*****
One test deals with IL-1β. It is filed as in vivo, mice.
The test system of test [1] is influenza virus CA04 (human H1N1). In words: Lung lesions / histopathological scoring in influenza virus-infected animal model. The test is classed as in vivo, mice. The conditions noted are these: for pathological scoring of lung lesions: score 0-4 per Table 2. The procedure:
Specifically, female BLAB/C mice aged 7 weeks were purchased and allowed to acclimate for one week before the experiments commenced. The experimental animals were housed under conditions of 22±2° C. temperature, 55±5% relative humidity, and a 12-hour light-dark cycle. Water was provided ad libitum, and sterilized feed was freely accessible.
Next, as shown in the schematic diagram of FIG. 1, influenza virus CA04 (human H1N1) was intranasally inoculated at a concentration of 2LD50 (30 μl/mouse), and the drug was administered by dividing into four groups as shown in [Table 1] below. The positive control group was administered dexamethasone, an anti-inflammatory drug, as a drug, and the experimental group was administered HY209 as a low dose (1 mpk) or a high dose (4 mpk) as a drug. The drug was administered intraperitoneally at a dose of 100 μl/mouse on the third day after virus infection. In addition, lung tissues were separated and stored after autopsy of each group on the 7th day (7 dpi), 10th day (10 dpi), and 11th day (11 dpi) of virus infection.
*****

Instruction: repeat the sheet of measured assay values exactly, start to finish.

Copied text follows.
One test deals with IL-1β. It is filed as in vivo, mice.
The test system of test [1] is influenza virus CA04 (human H1N1). In words: Lung lesions / histopathological scoring in influenza virus-infected animal model. The test is classed as in vivo, mice. The conditions noted are these: for pathological scoring of lung lesions: score 0-4 per Table 2. The procedure:
Specifically, female BLAB/C mice aged 7 weeks were purchased and allowed to acclimate for one week before the experiments commenced. The experimental animals were housed under conditions of 22±2° C. temperature, 55±5% relative humidity, and a 12-hour light-dark cycle. Water was provided ad libitum, and sterilized feed was freely accessible.
Next, as shown in the schematic diagram of FIG. 1, influenza virus CA04 (human H1N1) was intranasally inoculated at a concentration of 2LD50 (30 μl/mouse), and the drug was administered by dividing into four groups as shown in [Table 1] below. The positive control group was administered dexamethasone, an anti-inflammatory drug, as a drug, and the experimental group was administered HY209 as a low dose (1 mpk) or a high dose (4 mpk) as a drug. The drug was administered intraperitoneally at a dose of 100 μl/mouse on the third day after virus infection. In addition, lung tissues were separated and stored after autopsy of each group on the 7th day (7 dpi), 10th day (10 dpi), and 11th day (11 dpi) of virus infection.